Academic journal article Journal of Psychology and Christianity

A Grounded Theory of the Practice of Disaster Spiritual and Emotional Care: The Central Role of Practical Presence

Academic journal article Journal of Psychology and Christianity

A Grounded Theory of the Practice of Disaster Spiritual and Emotional Care: The Central Role of Practical Presence

Article excerpt

Disasters can have a significant effect on survivors' mental and religious/spiritual (R/S) health and well-being. On the one hand, they can lead to various forms of psychological distress (e.g., depression, anxiety, posttraumatic stress disorder [PTSD], or substance abuse) and R/S distress (e.g., R/S struggle such as doubt, questioning, or anger toward God). On the other hand, they can catalyze a process of perceived or actual posttraumatic growth (e.g., psychological or R/S growth as the result of the survivors' disaster-related experiences; Aten & Boan, 2016; Aten et al., 2015, 2018; Aten, O'Grady, Milstein, Boan, & Schruba, 2014; Park, 2016; cf. Park, Currier, Harris, & Slattery, 2017).

There is vast and growing scholarly literature that describes the importance of incorporating religion and spirituality into the holistic care of disaster survivors (e.g., Aten & Boan, 2016; Aten et al., 2014, 2015, 2018; Koenig, 2006; Massey, 2006; Roberts & Ashley, 2017). However, there has been relatively little examination of how this incorporation actually happens in disaster response efforts in the real world. Therefore, the purpose of this qualitative study was to develop a grounded theory explaining how disaster spiritual and emotional care (DSEC) providers actually tend to practice DSEC in the field.

Disaster Spiritual and Emotional Care

What is Disaster Spiritual and Emotional Care?

DSEC refers to any R/S or psychological intervention provided to disaster survivors in order to (a) mitigate their psychological and R/S distress and (b) promote their mental and R/S health and well-being. DSEC can be offered in response to natural and humancaused disasters, as well as during all stages of a disaster (e.g., short-term response and longterm recovery). It can be provided by professionals (e.g., religious, mental health, humanitarian aid, and emergency management professionals) or by trained laypersons. Moreover, DSEC can be offered to people of all developmental levels (e.g., child, adolescent, and adult survivors) and all cultural groups, and it can be delivered in individual, family, or group formats. In addition, it can be provided both at a microlevel (i.e., a person-focused level) and at a macrolevel (e.g., a communityfocused level; Aten, 2012; Aten & Boan, 2016; Aten et al., 2014, 2015; Roberts & Ashley, 2017).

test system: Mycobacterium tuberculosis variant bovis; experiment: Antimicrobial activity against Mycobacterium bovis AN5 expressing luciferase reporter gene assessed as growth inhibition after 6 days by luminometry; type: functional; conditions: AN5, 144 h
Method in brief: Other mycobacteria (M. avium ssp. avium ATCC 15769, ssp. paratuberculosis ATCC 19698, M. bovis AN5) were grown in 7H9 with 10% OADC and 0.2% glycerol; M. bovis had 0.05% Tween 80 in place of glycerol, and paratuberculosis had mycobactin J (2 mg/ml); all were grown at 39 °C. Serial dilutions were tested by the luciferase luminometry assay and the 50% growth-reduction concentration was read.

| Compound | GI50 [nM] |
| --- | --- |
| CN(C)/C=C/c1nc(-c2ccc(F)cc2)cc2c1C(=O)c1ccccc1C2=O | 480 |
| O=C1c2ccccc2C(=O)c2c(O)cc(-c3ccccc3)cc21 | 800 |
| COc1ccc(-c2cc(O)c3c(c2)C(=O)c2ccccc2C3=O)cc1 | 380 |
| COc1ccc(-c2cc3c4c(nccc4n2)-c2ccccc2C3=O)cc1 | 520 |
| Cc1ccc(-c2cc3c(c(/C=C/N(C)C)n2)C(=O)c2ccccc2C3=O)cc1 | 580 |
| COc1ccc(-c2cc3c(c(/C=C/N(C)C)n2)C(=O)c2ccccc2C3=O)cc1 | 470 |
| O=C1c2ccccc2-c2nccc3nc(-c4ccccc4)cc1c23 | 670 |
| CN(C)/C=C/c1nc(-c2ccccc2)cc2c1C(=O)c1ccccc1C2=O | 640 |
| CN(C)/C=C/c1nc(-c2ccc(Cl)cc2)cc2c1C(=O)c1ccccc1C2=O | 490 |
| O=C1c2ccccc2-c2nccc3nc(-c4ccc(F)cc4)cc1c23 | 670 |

A Historical Overview of Disaster Spiritual and Emotional Care

over the last 25 years, there has been increasing recognition that religion and spirituality play a central role in the lives, experiences, and recovery of many (if not most) disaster survivors (e.g., Aten & Boan, 2016; Aten et al., 2014, 2015, 2018; Koenig, 2006; Massey, 2006; Roberts & Ashley, 2017). Correspondingly, there has been increased integration of R/S elements into formal disaster response efforts at the international, federal, state, and local levels (Koenig, 2006; Roberts & Ashley, 2017), including formal incorporation of religious professionals (e.g., clergy, chaplains, etc.) and organizations into disaster relief and recovery. A growing number of governmental and nongovernmental organizations have been founded to assist in this process, such as the U.S. Department of Homeland Security's Center for Faith-Based and Neighborhood partnerships and the New York Disaster Interfaith Services.

In addition, the Emotional and Spiritual Care Committee of the National Voluntary Organizations Active in Disaster (National VOAD)-a large nonprofit association of over 100 disaster relief organizations-has championed the development of resources, standards, and guidelines for providing DSEC. Most notably, they have published the National VOAD "Points of Consensus" (i.e., ethical standards and operating principles) for disaster spiritual care (National VOAD, 2009) and disaster emotional care (National VOAD, 2015), as well as the National VOAD Disaster Spiritual Care Guidelines (National VOAD, 2014). …

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